Canadians have so far saved more than $212 billion in the pandemic, so help them rethink where that can now go
If your clients are saying they’re ready to “revenge spend” what they saved in the pandemic, you’ve got an education opportunity.
Not only can you talk to them about revising their budgets for what they were spending in the pandemic, you can also talk to them about how they’re aligning their retail purchase with their values – much as you would if you were discussing aligning their ESG portfolio with their values.
That’s one of the conclusions that Alanna Cantkier, National Director of Retail Leasing for Colliers International’s Real Estate Management Services, told Wealth Professional she came to when she looked at what’s been happening to retail during the pandemic.
She said Borrowell reported that Canadians have saved about $212 billion – roughly $184 billion higher than pre-COVID levels – during the pandemic. While Canadians now are in the mood for some “revenge” and “treat yourself” spending, there are other opportunities here.
“There is definitely a pent-up anger, anxiety, and need for freedom, a kind of I’ll show you mentality that we’re beginning to see,” she said. “But advisors can talk to their clients about cutting back what they actually spent money on during the pandemic to make it tolerable – things like online shopping, subscriptions, takeout food delivery service and meal kits because all of that added up – and what they want to spend their money on going forward.
“It’s absolutely an opportunity to also look at how they put forward their core beliefs in how they spend their money because a number of different brands are shifting for things like environmental reasons. McDonald's just announced that it’s doing away with the plastic toys in Happy Meals because they end up in the landfill. Right? There are cool clothing companies looking at the way they manufacture or dispose of things.
“So, if people want to align the cultural and ethical values of their brands with their own culture and ethical values, for sure: this is a great time for advisors to help their clients start looking at this with what they’ve saved in the pandemic.”
Cantkier noted that while she saved $400 a month on the GO (Toronto-area commuter train, she’s ready for personal services like having her nails done.
“It’s kind of a detox that we’re having right now. We’re shifting those dollars and making sure that, while we’re focused on feeling good and getting back out there to live the life that we’ve missed, we also want to be mindful that we’re putting a little bit aside and taking a good look at how we want to spend our dollars. What’s important to you? That can be different for everyone, but it’s being mindful that while we saved a lot of money, we don’t need to just go back and spend it all at once – and advisors can help their clients by looking at their budgets and then asking their clients how they want to make an impact with what they do spend.”
The impetus for that notion came from the fact that retailers and brands are realigning to respond to customers and their values. Cantkier said some are responding to environmental concerns. Others are moving from being solely online to creating bricks-and-mortar locations where customers who may not be satisfied with an online purchase can return, and exchange, goods rather than just disappear and never shop with them again.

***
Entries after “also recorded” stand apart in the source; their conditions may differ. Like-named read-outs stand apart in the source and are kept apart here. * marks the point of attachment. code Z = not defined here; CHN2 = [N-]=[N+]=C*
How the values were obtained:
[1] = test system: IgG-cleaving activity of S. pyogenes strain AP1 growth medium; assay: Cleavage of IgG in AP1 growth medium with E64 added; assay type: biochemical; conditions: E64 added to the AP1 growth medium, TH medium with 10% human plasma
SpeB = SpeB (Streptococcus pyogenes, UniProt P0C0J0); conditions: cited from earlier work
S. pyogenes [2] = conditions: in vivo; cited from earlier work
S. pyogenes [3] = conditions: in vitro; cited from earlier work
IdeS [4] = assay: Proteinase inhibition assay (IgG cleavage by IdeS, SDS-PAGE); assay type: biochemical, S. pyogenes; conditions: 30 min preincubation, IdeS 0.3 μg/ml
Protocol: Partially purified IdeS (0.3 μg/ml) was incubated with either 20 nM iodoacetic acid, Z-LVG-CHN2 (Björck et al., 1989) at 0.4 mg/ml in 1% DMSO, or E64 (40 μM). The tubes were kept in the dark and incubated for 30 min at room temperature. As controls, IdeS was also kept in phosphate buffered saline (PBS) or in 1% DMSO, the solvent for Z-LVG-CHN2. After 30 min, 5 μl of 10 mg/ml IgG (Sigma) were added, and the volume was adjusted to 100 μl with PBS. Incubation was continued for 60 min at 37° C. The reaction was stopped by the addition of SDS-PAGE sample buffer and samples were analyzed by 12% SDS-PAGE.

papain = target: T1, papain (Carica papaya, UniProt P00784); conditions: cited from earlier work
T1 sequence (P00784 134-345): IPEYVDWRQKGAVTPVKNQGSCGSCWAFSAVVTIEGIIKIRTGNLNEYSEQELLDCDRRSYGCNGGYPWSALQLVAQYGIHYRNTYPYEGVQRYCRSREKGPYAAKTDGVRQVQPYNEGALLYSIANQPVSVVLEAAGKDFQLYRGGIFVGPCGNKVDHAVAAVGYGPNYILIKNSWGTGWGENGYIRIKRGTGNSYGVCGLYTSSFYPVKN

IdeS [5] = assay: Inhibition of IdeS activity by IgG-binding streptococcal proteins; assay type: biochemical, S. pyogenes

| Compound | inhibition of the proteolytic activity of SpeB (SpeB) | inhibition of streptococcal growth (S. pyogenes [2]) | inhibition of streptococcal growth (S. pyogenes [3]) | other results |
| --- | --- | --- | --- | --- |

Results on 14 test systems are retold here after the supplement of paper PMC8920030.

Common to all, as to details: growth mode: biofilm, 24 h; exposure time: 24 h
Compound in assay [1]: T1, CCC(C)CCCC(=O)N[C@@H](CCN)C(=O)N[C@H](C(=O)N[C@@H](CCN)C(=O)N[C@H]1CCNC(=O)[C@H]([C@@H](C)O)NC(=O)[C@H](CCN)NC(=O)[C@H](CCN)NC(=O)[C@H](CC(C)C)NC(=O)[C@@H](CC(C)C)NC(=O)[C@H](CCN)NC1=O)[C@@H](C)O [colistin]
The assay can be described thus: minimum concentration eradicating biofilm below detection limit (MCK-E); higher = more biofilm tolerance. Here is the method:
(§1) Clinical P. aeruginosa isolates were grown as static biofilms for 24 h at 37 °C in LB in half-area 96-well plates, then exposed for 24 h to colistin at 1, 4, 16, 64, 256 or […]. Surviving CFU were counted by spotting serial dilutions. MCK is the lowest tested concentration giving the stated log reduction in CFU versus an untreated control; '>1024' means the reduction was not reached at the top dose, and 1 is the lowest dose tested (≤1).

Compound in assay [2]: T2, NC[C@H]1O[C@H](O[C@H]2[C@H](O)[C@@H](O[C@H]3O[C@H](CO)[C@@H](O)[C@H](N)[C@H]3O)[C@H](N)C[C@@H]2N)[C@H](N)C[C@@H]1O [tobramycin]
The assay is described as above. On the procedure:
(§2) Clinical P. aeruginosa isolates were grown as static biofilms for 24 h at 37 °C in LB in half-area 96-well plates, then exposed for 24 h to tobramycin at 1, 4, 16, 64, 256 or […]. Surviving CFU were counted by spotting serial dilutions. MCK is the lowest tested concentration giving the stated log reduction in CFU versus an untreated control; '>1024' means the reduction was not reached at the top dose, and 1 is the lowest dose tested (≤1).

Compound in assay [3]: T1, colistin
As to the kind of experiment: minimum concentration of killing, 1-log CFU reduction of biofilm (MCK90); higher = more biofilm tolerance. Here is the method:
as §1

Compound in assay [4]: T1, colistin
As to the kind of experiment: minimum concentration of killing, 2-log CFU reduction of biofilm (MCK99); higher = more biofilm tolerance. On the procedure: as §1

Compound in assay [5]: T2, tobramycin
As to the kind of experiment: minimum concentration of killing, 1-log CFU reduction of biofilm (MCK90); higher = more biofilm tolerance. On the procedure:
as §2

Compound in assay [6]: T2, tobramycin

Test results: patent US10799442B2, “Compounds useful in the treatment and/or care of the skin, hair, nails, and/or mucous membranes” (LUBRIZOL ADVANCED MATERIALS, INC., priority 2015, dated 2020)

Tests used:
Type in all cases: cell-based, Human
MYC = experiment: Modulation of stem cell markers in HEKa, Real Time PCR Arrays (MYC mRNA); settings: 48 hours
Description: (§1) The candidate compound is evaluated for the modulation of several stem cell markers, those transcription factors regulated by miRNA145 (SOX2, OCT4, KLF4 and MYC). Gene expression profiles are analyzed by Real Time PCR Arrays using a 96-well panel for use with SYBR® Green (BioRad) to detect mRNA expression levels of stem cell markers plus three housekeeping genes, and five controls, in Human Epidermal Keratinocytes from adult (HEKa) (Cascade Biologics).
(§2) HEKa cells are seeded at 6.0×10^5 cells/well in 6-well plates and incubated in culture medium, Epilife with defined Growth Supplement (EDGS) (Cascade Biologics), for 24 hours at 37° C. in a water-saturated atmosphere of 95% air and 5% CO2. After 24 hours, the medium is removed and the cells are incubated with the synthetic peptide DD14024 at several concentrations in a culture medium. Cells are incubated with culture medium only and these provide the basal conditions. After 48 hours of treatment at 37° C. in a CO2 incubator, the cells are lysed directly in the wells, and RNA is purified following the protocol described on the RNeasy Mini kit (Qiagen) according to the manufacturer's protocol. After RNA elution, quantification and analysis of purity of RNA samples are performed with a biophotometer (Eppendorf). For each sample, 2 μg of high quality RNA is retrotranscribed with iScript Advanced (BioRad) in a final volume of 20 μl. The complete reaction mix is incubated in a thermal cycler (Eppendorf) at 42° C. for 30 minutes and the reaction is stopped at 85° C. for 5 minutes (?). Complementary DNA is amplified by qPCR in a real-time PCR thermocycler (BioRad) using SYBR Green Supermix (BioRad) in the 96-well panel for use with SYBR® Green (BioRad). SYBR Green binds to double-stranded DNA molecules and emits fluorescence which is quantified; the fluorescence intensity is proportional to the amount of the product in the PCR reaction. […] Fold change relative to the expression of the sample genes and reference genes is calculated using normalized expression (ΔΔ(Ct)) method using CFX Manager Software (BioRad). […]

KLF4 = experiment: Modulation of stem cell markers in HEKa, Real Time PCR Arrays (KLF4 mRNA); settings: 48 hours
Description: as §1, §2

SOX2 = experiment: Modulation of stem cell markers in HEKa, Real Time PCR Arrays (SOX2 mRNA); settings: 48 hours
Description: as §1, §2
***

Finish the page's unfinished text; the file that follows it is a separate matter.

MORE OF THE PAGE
“Customers have the upper hand now,” she said, “and we can determine where to spend our money and what kind of experience we want, not just online, but in the physical means.”
What a store means is also changing because customers now can buy online, pick up in the store, or use curb side pickup. Cantkier noted only 27% of Canadian retailers had an online sales platform before the pandemic, but 58% now have. Retailers are also seeing that they need to elevate their service and brands and offer more experiential shopping to attract customers to return. They’re also increasingly using client data collected from customers’ online shopping experience to better service the same clients in-store as they now know more about their preferences and spending habits.
The retailers who don’t shift don’t make it. Cantkier said those who closed pre-pandemic weren’t responding to how customers were changing.
“They really didn’t shift their behaviours to accommodate the changes in customers,” she said. “So, as a result, they were already becoming obsolete.
Between February 2020 and April 2021, StatsCan also reported that 16,600 retail businesses closed in Canada.
“We can expect to see more appointment-driven shopping, personal shopping services, and specialized one-on-one interactions. These shifts will be born out of our need for safety while also emerging as a by-product of buying more expensive products that require an elevated experience.”
So, she recommended advisors take this opportunity to help their clients shift their spending, not only for this late pandemic phase, but also the future.
“They can invest some of what they’ve saved, and use some for, we’ll call it good revenge spending, on things that promote wellness, mental help, or physical health,” said Cantkier, “but they can also reallocate some of their spending to brands that align with their values, too.”